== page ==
The provider should :

  • The provider should keep records of staff appraisals and supervision.

  • The provider should keep minutes of management review meetings.

  • The provider should ensure the safeguarding lead is trained to level four in children safeguarding in line with the intercollegiate document.

  • The provider should ensure all staff are safeguarding trained.

  • The provider should ensure that changes made following the notice of proposal are maintained and sustained.

Professor Edward Baker

Chief Inspector of Hospitals

Inspection carried out on Announced visit on 27 and 28 July 2016 and unannounced visit on 16 December 2016

During a routine inspection

Mealing Taxis Limited provides Patient Transport Services as a subcontractor to main contractors (identified as commissioners in this report). The main contractors who commission services from Mealing Taxis Limited liaise directly with NHS providers. The service is based in North West London and makes journeys to various locations within the United Kingdom. This service does not undertake any urgent and emergency transfers such as high dependency transfers. The majority of the work carried out by Mealing Taxis Limited involves the transportation of renal dialysis patients.

We inspected Mealing Taxis Limited on 27 and 28 July 2016 as part of our comprehensive programme of inspections. Following the first inspection we decided that there should be a follow up inspection of the service in order to obtain further information and follow up on some concerns arising from the July inspection. This second inspection took place on 16 December 2016. The findings of both inspections are set out in this report. We do not have the statutory authority to formally rate independent ambulance services and as a result we have not formally rated this service.

On our initial inspection on 27 and 28 July 2016,and following a consideration of evidence submitted to us prior to the inspection, we found the following areas of poor practice:

  • Staff were not trained in adult or children safeguarding and staff had no or little understanding of safeguarding processes.

  • The service did not carry out independent Disclosure and Barring Service (DBS) checks on staff as part of the recruitment process and relied on third parties (taxi/private hire licensing authorities) to undertake the DBS checks.Copies of the DBS checks carried out by third parties had not been seen by them or kept on employee files.

  • Patient identifiable information was sent to drivers’ mobile phones by control staff.This raised data protection concerns.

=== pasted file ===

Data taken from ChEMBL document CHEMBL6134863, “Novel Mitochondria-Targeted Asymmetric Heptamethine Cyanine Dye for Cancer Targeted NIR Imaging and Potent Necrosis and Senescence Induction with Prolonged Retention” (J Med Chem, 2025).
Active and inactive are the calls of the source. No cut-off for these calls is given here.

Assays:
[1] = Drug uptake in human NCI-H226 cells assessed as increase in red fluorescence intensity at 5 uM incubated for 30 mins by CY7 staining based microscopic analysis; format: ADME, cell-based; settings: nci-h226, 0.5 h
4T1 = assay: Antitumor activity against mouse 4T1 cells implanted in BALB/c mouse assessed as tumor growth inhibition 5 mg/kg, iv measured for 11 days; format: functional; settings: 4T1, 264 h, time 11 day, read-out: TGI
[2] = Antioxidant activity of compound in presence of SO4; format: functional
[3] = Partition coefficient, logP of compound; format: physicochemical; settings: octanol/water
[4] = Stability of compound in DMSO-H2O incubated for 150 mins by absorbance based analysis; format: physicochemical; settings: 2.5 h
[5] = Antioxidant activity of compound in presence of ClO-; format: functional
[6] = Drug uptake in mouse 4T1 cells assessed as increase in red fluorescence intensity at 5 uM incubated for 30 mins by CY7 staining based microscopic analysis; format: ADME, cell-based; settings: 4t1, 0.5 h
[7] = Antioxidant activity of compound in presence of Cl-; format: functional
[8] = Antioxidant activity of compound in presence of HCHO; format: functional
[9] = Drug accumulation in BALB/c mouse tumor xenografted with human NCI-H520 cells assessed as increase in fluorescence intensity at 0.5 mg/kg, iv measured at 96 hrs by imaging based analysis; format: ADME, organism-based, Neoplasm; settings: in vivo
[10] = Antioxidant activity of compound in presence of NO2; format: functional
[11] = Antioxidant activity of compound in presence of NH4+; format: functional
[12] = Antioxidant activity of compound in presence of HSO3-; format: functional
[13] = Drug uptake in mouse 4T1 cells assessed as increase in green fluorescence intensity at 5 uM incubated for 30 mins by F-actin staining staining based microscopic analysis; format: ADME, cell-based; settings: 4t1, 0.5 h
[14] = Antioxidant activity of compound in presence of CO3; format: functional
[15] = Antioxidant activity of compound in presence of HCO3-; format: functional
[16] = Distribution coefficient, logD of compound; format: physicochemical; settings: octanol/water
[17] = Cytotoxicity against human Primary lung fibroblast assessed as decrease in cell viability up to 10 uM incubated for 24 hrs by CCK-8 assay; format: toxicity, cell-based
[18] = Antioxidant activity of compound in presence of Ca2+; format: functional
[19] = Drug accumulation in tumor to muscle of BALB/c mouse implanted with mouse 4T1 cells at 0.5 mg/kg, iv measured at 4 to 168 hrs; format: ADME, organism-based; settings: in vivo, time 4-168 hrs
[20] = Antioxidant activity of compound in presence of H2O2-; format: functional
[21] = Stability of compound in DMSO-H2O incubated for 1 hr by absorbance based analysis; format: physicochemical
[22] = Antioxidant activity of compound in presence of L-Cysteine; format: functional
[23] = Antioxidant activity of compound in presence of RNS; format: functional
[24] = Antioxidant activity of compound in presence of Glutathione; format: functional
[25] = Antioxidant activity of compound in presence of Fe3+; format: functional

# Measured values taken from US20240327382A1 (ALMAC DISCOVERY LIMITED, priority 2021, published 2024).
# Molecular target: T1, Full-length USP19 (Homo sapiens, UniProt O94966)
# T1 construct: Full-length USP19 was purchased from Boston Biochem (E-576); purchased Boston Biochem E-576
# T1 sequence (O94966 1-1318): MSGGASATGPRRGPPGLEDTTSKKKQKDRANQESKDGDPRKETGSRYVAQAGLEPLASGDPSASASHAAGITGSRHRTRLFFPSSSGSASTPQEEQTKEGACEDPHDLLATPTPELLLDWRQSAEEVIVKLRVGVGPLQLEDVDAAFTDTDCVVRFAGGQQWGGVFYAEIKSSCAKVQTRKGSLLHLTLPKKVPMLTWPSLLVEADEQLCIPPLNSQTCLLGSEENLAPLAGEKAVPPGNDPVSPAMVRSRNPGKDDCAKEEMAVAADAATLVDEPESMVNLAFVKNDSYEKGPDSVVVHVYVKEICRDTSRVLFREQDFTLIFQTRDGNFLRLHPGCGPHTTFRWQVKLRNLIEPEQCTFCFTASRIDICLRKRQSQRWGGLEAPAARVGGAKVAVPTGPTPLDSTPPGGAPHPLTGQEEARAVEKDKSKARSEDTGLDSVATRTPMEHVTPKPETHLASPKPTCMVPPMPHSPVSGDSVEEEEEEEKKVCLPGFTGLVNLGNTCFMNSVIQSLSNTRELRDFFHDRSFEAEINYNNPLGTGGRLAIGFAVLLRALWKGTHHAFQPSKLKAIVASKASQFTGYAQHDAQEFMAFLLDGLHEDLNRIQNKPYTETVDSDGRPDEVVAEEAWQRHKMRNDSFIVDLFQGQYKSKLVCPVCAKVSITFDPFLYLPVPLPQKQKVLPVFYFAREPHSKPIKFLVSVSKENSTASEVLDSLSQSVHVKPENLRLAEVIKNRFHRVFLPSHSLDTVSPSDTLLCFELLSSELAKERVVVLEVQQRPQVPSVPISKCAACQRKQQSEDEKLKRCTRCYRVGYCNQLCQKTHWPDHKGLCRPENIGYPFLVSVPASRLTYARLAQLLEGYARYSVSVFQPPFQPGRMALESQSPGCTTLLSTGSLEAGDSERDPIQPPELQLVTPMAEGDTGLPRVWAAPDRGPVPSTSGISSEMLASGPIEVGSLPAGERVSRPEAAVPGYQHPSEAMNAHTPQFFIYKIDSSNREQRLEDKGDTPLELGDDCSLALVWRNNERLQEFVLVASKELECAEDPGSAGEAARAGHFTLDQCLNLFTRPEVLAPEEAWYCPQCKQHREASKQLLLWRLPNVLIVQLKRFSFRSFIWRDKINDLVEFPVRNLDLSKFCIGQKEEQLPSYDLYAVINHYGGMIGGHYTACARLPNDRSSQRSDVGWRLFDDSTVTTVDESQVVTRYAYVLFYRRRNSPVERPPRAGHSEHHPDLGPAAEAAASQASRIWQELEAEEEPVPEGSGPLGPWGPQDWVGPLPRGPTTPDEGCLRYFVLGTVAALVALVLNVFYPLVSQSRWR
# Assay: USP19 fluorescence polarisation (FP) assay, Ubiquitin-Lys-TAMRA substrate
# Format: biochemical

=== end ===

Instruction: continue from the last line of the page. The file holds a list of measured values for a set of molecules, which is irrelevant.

• There were no systems and processes in place for the reporting of incidents within the organisation and there was a lack of incident reporting by staff overall.

  • There was no formal appraisal or supervision of staff.

  • There were no refresher courses following the initial training of staff as part of induction.

  • We found poor infection control practices by staff at the service.

  • The service did not get feedback from commissioners on the outcome of complaints or incidents.

  • The service had recorded risks within the service in a “Health and Safety and Risk Assessment” document. The document did not state dates when a risk had first been identified or when it had been reviewed. Risks identified included motor vehicle accidents and staff lone working. We found that risks we identified during the inspection had not been recorded as risks, for example, the lack of safeguarding training for staff.

However:

The positives and areas of good practice were:

  • All staff we spoke with were happy to work for the Mealing Taxis Limited .They felt supported, respected and valued.

  • Staff spoke highly of the leadership of the organisation. Staff told us the managing director was supportive, visible and approachable.

  • We observed positive, compassionate and caring interactions between staff and patients.

  • Hospital staff were positive about the service and described staff as professional and caring.

  • The patient feedback forms we viewed were positive about the service.

  • Vehicles were well maintained and had up to date Ministry of Transport (MOT) checks.

Findings of the follow up inspection on 16 December 2016 were as follows:

  • Staff had not been trained in adult or children safeguarding.

  • Patient identifiable data was still being sent to drivers’ personal mobile phones by control staff.

  • The service still did not carry out its own DBS checks on staff and relied on checks by third parties. These third parties were taxi and private hire licensing authorities. Copies of the DBS checks carried out by third parties had not been seen by the service or kept on employee files.

  • There was evidence of poor infection control practices. The two cars we inspected did not have any gloves, alcohol gel or wipes in them.

  • Staff had not had refresher training following the initial induction.

  • No incidents had been reported by staff in the period between the inspection in July and the time of the follow up inspection in December 2016.

Information on our key findings and action we have asked the provider to take are listed at the end of the report.

Professor Sir Mike Richards

Chief Inspector of Hospitals

Inspection carried out on 6 November 2012

During a routine inspection

Mealing Taxis provide a bespoke service to meet the transport needs of each individual using the service. Staff understood the effects of the different treatments people were receiving and were caring and professional in their approach to their work. Policies were in place for infection control and were followed by staff. Pre-employment checks had been carried out and information about each member of staff was up to date. The service was being staffed to meet the needs of the people using it. Processes were in place to monitor the service provision and provide feedback to the provider.

We spoke with six staff and two stakeholders. We viewed several �thank you� cards from people who had used the service. Comments included �The care and courtesy of the drivers was much appreciated�, �A big thank you to all the drivers for making the journeys to and fro from my treatment as good as they could be in the circumstances and for their patience, politeness, sensitivity and not least, the humour� and appreciation of the �kind drivers and their careful driving and concern�.

We gave the provider short notice of this inspection to ensure they could be present during our visit.